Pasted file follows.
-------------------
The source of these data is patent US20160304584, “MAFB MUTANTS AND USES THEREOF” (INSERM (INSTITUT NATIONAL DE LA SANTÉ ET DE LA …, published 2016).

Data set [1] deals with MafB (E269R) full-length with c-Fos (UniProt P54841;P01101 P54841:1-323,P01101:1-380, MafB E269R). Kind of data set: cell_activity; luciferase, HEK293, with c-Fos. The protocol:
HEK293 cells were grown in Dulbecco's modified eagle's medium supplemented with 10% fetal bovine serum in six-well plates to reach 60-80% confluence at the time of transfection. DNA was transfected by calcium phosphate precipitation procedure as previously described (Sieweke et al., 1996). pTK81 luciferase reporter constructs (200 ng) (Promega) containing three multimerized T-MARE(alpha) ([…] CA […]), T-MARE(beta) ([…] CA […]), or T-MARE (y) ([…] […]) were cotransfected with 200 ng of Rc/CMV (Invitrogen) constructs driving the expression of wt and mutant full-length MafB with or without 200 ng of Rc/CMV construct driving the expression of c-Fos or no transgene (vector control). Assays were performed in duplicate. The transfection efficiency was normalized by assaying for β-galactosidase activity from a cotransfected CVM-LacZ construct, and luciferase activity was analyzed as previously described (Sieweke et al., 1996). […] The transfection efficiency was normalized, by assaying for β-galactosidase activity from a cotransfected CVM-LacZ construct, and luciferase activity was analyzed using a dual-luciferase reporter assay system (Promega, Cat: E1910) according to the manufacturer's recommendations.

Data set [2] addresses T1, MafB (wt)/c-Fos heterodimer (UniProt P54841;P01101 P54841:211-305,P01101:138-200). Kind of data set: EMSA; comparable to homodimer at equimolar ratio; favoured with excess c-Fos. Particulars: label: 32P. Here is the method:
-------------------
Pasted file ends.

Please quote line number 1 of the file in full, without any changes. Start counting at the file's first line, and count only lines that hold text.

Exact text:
The source of these data is patent US20160304584, “MAFB MUTANTS AND USES THEREOF” (INSERM (INSTITUT NATIONAL DE LA SANTÉ ET DE LA …, published 2016).